There are no honourable mentions here, because, (if you’ve been good) you will have seen them all in the previous four posts. Regular readers of this blog, and those who read my interviews, reviews and features on Crime Fiction Lover, will know that I am a massive fan of Phil Rickman’s books and, in particular, the series featuring the thoroughly modern, but often conflicted, parish priest, Merrily Watkins. She is one of the most intriguing and best written characters in modern fiction, but Rickman (left) doesn’t stop there. He has created a whole repertory company of supporting characters who range in style and substance from the wizened sage Gomer Parry – he of the roll-up fags and uncanny perception (often revealed as he digs holes for septic tanks) – to the twin-set and pearls imperturbability of the Bishop’s secretary, Sophie. In between we have the fragile genius of Merrily’s boyfriend, musician Lol Robinson, the maverick Scouse policeman Frannie Bliss and, of course, Merrily’s adventurous daughter Jane, for whom the soubriquet ‘Calamity” would fit nicely, such is her propensity to go where both angels – and her anxious mother – fear to tread.
These actors flit in and out of the stories, but there is one other character, ever present and formidable. I am in the autumn of my days and, casting aside false modesty, widely read, and I have likened Rickman’s use of landscape to that of Thomas Hardy. The Welsh Marches – Hereford, Radnor, Brecon, Monmouth – combine to make this extra character. The windswept hills, sullen valleys, glittering streams and abandoned chapels all play a part in Rickman’s novels, and never more effective than in my Best Book of 2017 – All Of a Winter’s Night.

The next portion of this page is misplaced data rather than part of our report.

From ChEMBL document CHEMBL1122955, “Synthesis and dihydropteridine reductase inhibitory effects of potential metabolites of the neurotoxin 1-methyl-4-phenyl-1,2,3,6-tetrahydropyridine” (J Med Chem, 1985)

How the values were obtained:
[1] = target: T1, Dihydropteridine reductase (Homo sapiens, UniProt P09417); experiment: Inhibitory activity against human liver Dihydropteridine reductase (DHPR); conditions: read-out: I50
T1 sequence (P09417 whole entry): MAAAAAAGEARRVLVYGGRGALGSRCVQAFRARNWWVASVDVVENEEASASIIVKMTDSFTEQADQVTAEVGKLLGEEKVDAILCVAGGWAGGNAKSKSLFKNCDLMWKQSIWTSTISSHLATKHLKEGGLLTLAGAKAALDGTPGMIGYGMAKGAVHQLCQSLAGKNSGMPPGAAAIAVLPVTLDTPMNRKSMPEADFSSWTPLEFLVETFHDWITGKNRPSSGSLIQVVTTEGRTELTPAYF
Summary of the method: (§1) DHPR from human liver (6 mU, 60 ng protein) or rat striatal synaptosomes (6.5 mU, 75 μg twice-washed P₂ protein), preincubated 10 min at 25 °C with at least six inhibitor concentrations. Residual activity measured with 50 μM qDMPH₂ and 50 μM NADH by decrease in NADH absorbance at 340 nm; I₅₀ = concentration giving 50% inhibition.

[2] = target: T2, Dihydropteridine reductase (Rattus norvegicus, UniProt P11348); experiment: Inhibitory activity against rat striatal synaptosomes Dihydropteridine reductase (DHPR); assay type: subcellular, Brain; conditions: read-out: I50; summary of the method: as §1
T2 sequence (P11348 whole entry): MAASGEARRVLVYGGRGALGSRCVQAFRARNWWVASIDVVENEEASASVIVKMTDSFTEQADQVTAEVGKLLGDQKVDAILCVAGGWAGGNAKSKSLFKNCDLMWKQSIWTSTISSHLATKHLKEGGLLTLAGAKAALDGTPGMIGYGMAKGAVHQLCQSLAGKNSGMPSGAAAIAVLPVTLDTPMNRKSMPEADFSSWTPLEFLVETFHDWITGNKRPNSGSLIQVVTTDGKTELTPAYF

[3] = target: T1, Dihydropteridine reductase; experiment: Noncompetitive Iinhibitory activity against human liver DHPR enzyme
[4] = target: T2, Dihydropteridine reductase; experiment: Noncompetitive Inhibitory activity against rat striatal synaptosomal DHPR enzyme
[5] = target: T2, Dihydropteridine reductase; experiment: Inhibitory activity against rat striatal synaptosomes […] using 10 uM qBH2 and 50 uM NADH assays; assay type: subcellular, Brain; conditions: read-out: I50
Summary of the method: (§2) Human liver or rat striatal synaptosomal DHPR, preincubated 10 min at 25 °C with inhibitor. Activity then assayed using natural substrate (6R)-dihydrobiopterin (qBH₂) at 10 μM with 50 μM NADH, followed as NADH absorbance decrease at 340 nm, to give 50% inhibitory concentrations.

The art of Morris Dancing has often been ridiculed, never better than when it was suggested that a Morris team could be an effective counter-display by the England Rugby team when faced with New Zealand’s ferocious Haka. But here, the faintly ridiculous concept of men dancing around with bells on their trousers and funny hats on their heads becomes as sinister as anything ever dredged up from the fevered imaginations of Poe or Lovecraft. Rickman has his finger on the pulse of an old Britain, a land steeped in superstition, symbolism, and distinctly un-Christian – not to say pre-Christian – traditions.
In All Of a Winter’s Night a young man has been killed in a mysterious car crash, and his funeral attracts bitterly opposed members of the same family. Merrily tries to preside over potential chaos, and her efforts to ensure that Aidan Lloyd rest in peace are not helped when his body is disinterred, dressed in his Morris Man costume, and then clumsily reburied. Rickman adds to the mix the very real and solid presence of the ancient church at Kilpeck, with its pagan – and downright vulgar (in some eyes) carvings. The climax of the novel comes when Merrily tries to conduct a service of remembrance in the tiny church. What happens next is, literally, breathtaking – and one of the most terrifying and disturbing chapters of any novel you will read this year or next. With its memorable mix of crime fiction, menacing landscape, human jealousy, sinister tradition and pure menace, All Of a Winter’s Night is my book of 2017.
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